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What terms are used for violent crimes?

On Behalf of | May 19, 2018 | Firm News |

Many people consider violent crimes among the most heinous type of criminal activities. In fact, a conviction for murder could come with some of the most serious punishments allowed under law. Of course, some situations are not always what they seem, and if you end up charged in relation to a violent crime, you will certainly want to have your chance to tell your side of the story.

Because various types of violent crimes exist, you may wonder what your specific allegations mean. Depending on the charge that authorities have leveled against you, the severity of your potential punishment should a conviction occur could have a substantial range. Understanding the charge could be a helpful first step in determining how to combat it.

Types of violent crimes

There are numerous types and levels of violent crimes. In order to hopefully present a meaningful defense, knowing the crime with which authorities have charged you could help you determine what tactics could work in your favor.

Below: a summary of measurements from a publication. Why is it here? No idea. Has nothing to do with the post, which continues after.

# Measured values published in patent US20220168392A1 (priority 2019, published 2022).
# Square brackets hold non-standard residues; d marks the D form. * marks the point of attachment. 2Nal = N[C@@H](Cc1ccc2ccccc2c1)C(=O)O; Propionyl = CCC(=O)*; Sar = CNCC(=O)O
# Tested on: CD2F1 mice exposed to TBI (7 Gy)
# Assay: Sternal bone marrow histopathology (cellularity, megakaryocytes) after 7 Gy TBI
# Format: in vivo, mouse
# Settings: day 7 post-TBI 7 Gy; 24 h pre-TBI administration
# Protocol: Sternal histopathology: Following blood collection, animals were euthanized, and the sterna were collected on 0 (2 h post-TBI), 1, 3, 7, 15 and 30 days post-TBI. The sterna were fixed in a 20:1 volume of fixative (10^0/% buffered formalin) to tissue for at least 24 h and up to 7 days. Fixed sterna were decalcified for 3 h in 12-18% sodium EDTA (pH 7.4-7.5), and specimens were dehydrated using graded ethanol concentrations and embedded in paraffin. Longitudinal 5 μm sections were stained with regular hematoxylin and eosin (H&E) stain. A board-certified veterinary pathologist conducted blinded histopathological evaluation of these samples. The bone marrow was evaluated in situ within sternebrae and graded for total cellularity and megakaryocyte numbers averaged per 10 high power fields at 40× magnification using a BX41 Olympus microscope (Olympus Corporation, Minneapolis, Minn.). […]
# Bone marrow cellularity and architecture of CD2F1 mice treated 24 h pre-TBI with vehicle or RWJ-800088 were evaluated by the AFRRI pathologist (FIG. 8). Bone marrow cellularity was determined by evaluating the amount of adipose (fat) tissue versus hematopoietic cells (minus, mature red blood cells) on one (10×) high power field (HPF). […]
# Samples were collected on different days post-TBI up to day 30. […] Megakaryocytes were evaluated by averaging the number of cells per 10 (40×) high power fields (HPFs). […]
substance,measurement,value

When it comes to violent crimes that result in injuries but not death, you could face charges for assault or battery. Battery involves touching someone in an offensive manner, and assault refers to the threat or apprehension of carrying out an act of battery. The severity of these acts could range from simple assault or battery in which non-serious injuries occur to aggravated assault or battery in which serious injuries result from a dangerous or deadly weapon. Aggravated assault also falls into the category of a felony.

In incidents where a person suffers fatal injuries, authorities could use various terms. For instance, homicide refers to any act in which a person dies as the result of the actions of another person. When a person intentionally causes the death of another person, the event falls into the category of murder. Additional subcategories of murder include first-degree murder, second-degree murder and felony murder.

In the event that a person dies as the result of an unintentional act, a charge of manslaughter may come about. Though the death was unintentional, the accused person’s actions must still have been considered reckless.

Defending against charges

These examples and terms do not represent every type of violent crime. If you stand accused of any of the above allegations or another type of violent crime, it may benefit you to review the charges and explore your defense options.

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